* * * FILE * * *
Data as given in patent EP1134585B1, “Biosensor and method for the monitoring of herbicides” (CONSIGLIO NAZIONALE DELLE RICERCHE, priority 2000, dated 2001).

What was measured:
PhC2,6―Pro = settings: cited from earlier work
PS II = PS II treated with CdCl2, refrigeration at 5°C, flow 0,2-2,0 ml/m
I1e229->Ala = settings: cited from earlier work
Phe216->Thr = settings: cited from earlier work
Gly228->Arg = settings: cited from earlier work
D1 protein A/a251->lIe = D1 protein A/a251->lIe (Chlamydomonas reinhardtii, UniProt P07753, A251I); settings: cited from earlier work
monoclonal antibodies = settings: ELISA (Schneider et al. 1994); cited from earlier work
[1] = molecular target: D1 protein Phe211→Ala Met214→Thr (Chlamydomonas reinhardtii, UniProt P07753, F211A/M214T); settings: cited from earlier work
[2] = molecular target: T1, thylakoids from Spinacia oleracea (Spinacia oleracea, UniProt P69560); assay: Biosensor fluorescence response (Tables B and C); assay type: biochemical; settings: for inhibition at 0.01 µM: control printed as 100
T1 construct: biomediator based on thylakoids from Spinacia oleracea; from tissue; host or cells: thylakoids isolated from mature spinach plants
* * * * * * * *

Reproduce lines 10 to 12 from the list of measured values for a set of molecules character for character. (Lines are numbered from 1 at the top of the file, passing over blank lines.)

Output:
[1] = molecular target: D1 protein Phe211→Ala Met214→Thr (Chlamydomonas reinhardtii, UniProt P07753, F211A/M214T); settings: cited from earlier work
[2] = molecular target: T1, thylakoids from Spinacia oleracea (Spinacia oleracea, UniProt P69560); assay: Biosensor fluorescence response (Tables B and C); assay type: biochemical; settings: for inhibition at 0.01 µM: control printed as 100
T1 construct: biomediator based on thylakoids from Spinacia oleracea; from tissue; host or cells: thylakoids isolated from mature spinach plants